BOISE, Idaho — Major news this past week in the fight against COVID-19 as the first Americans and Idahoans outside of clinical trials started receiving the Pfizer COVID-19 vaccine. Many people are calling it the beginning of the end of the pandemic and the light at the end of the tunnel.
The COVID-19 vaccination process started in Idaho on Monday, Dec. 14 when Saint Alphonsus began vaccinating its frontline employees.
Gov. Brad Little was on hand for day one of vaccinations in Idaho. Health care workers are first in line.
St. Luke's received its first shipment of 975 doses on Tuesday and began vaccinating its frontline workers later in the week.
More vaccine shipments will keep rolling in. By the end of the week, the Gem State was expected to have more than 13,000 doses of the Pfizer vaccine.
While it may be the beginning of the end of the pandemic, it is certainly not the end of the pandemic. It will be many months before the general population can get the vaccine, and enough people can get vaccinated to create widespread immunity. Health experts say we still must be vigilant in doing things to protect ourselves and others: wear a mask, social distance, wash your hands, and stay home if you're sick.
That's because at the same time the vaccine is rolling out, the COVID infection numbers keep ticking up and our hospitals are feeling the strain.
According to the latest data from the state, as of Dec. 19, Idaho has had 129,069 confirmed and probable coronavirus cases since the start of the pandemic. 1,282 Idahoans have died of COVID-related illness. Also, as of December 16, across the state 467 COVID patients were in the hospital. 109 of them were in the intensive care unit.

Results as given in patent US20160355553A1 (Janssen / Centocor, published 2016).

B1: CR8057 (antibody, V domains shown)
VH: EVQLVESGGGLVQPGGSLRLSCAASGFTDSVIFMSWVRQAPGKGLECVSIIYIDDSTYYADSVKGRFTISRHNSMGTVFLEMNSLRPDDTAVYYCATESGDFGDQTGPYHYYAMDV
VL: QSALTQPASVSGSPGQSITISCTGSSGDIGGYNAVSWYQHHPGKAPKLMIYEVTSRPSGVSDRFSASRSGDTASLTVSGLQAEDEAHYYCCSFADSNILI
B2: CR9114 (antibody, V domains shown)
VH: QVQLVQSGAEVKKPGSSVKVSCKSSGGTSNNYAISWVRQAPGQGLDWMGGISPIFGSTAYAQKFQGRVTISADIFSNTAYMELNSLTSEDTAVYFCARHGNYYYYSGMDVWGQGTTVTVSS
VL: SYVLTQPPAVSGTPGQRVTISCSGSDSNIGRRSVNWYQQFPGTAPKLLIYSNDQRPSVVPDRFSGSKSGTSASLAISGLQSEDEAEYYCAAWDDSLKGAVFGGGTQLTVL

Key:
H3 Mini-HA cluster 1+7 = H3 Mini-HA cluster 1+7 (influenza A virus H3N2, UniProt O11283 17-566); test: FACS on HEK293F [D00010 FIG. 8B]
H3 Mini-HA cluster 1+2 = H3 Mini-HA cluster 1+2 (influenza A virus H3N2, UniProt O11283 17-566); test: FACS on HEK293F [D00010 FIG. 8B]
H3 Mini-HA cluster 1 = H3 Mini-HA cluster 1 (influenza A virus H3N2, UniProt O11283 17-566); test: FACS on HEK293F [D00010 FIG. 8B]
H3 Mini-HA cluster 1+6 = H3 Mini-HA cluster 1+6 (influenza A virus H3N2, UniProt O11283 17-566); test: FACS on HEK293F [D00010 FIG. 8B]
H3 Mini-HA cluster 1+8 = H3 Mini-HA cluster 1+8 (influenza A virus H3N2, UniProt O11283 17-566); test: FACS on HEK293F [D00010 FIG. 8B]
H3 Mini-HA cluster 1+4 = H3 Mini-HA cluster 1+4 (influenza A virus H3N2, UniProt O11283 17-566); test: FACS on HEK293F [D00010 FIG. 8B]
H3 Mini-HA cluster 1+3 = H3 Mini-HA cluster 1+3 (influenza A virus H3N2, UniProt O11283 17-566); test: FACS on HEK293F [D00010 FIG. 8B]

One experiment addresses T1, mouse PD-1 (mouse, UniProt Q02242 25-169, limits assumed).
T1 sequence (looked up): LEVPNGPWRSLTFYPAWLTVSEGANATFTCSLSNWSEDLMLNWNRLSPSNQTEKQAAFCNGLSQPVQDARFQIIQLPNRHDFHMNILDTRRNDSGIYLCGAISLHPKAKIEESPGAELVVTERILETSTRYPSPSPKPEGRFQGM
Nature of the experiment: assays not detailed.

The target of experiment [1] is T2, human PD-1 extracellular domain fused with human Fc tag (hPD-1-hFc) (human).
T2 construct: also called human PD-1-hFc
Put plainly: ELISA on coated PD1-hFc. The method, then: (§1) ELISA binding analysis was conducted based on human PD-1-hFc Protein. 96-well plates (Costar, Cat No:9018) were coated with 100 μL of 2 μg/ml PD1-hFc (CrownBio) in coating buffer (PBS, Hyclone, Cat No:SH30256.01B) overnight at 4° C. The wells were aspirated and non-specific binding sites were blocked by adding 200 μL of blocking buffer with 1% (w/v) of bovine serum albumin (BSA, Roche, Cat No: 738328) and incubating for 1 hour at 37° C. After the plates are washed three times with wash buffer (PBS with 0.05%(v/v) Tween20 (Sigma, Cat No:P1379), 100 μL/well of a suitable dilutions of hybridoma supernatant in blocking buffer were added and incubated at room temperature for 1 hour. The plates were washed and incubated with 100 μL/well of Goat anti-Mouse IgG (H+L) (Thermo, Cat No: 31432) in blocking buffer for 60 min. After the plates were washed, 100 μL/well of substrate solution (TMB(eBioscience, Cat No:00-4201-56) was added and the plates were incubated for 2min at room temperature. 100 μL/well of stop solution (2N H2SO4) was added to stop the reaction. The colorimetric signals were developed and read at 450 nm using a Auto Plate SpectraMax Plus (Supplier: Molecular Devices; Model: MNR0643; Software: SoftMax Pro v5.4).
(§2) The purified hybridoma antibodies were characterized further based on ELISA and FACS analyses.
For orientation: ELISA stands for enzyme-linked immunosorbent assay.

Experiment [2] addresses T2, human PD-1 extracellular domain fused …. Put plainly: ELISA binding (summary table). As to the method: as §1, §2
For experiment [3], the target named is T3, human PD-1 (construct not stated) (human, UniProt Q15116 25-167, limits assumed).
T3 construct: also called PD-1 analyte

On Dec. 18, 89 intensive care unit beds were open.
On Dec. 18 at St. Luke's Health System 479 adult patients total were admitted to the hospital. Of the admitted patients, 114 were being treated for COVID-19.
For the same date at Saint Alphonsus Health System 424 patients were hospitalized. 100 of those were being treated for COVID-19.
On this edition of Viewpoint, Saint Alphonsus Chief Clinical Officer Dr. Steven Nemerson and St. Luke's Chief Medical Officer Dr. Jim Souza discuss the importance of the vaccine rollout in the fight against the virus, but they caution that now is not the time to let our guard down.
Here is an excerpt from the program.
Dr. Steven Nemerson: "I think December 14 is going to go down in history as the D-Day of the war against COVID. And what I mean by that is we finally have the tool to eradicate this virus from Idaho, Eastern Oregon and the United States, but it's going to be a long slog ahead. And we need to start with vaccinating our frontline health care providers because these are the people, if we can keep them healthy and keep them at work, they're going to be able to take care of the patients who continue to get COVID for coming months as we're trying to roll out this vaccine."
Doug Petcash: Dr. Souza do you worry that people will let their guard down because of the vaccine rollout and not keep following the safety protocols of mask wearing, social distancing, etc.?
Dr. Jim Souza: "Absolutely. I mean there's an unanswered scientific question with the vaccine. We know that the vaccine prevents the severe end of the infection, the disease state of COVID-19 where patients are symptomatic. We don't know scientifically, definitively today that it will actually prevent SARS COVID infection and contain the spread."
Nemerson and Souza also discuss how their hospitals are handling the high number of COVID-19 cases and how their staffs are holding up under the strain.
Viewpoint airs Sunday mornings at 6:30 on KTVB and several more times after that on 24/7 starting at 9 a.m.
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